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Papers, Web firms need `a new deal,' Zell says

`If all the newspapers in America did not allow Google to steal their content for nothing, what would Google do?' the mogul muses.

April 06, 2007|David Streitfeld | Times Staff Writer

PALO ALTO — Sam Zell, who agreed to a takeover this week of Tribune Co., came to the heart of Silicon Valley on Thursday evening and said there needed to be "a new deal and new formulas" between newspapers and Internet companies.

Journalists produce the news that search engines such as Yahoo Inc. and Google Inc. seamlessly and freely make available to anyone with a computer, Zell said during a presentation on corporate governance at Stanford University. "If all the newspapers in America did not allow Google to steal their content for nothing, what would Google do, and how profitable would Google be?" the Chicago real estate maverick mused.

His answer: Not very.

The title of Zell's talk was " 'Make Me an Offer': Sam Zell and the $39-Billion Buyout of Equity Office Properties." Zell sold the real estate firm he built into the nation's largest collection of office buildings after a heated bidding war in February.

He told his audience of Stanford Law School students that he liked serving on boards that were "pretty noisy," and where the directors tended to display "insufficient regard for the chairman."

"The more times I hear no one has ever done this before, the more likely I am to endorse the idea," he said.

But at a reception before and a Q&A session after his talk, most students wanted to talk about the Tribune deal. The Chicago company's holdings include the Los Angeles Times, KTLA-TV Channel 5 and the Chicago Cubs baseball team.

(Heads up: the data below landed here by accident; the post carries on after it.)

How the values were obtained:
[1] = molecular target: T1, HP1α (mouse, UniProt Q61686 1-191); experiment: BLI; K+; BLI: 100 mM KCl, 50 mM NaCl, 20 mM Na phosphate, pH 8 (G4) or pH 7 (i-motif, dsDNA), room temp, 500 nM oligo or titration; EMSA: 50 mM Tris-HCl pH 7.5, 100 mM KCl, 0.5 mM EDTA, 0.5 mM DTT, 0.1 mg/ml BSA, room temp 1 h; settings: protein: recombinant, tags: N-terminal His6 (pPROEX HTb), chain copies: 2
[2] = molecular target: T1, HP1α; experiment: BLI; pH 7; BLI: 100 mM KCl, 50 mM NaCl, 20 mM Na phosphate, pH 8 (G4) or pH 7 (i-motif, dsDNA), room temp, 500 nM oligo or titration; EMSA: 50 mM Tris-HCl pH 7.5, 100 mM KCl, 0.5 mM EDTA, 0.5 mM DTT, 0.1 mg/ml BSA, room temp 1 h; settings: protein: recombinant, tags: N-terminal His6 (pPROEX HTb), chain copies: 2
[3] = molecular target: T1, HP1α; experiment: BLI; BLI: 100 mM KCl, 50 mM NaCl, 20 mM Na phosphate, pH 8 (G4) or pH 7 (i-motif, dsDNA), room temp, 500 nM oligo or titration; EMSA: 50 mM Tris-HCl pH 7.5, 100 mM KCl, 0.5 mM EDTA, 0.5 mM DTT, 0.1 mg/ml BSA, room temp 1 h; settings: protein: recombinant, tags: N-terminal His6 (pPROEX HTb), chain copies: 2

Zell tried to steer clear of the subject but couldn't resist tackling some questions. He said he had been in the news business for less than a week, so he wasn't a genius at it yet. Zell has made a fortune worth an estimated $4.5 billion by turning around distressed assets.

Told that many people didn't think that newspapers were a good business because of declining circulation and falling ad revenues, he fired back: "A lot of people didn't think the railcar business was a good investment. I made a quarter-billion dollars. A lot of people didn't think container leasing was a good investment. I made a half-billion. Should I go on?"

"The Tribune deal, no matter what happens, is not going to change my life," Zell said. "But it's a fascinating challenge. And it's even more of a challenge when I see other people haven't been successful in figuring it out."

He declined to talk to reporters, saying he was there for the students.

Separately Thursday, Tribune said in a regulatory filing that it had set aside a cash bonus pool of $6.5 million for top executives once the deal is complete. Chief Executive Dennis J. FitzSimons chose not to participate in the bonus pool. The company said the bonus pool would take the place of restricted stock units that had been authorized.

The disclosures were made in a filing with the Securities and Exchange Commission late Thursday that provided details of Tribune's $8.2-billion deal with Zell that was announced Monday. The deal will take the Chicago-based media company private and convert it to an employee-owned structure using an employee stock ownership plan, which functions something like a profit-sharing system.

Zell is contributing $315 million in financing to the deal and will become the company's chairman. He will also gain the right to purchase 40% of the company's stock later.

In the filing, Tribune said that 38 top executives involved in consummating the deal -- except FitzSimons -- would share the bonus pool once the transaction was complete. Donald Grenesko, the company's finance chief, would receive $600,000; Scott Smith, head of the newspaper division, $400,000; and broadcasting division chief John E. Reardon would get $350,000.

As part of the deal, the three board members representing the Chandler family -- the company's largest shareholder -- would depart the board. Tribune purchased Times Mirror Co. from the Chandler family in 2000 for about $8 billion.

The Chandler family called for a shake-up in the company last year, setting in motion the process that resulted in the privatization plan proposed by Zell.

david.streitfeld@latimes.com

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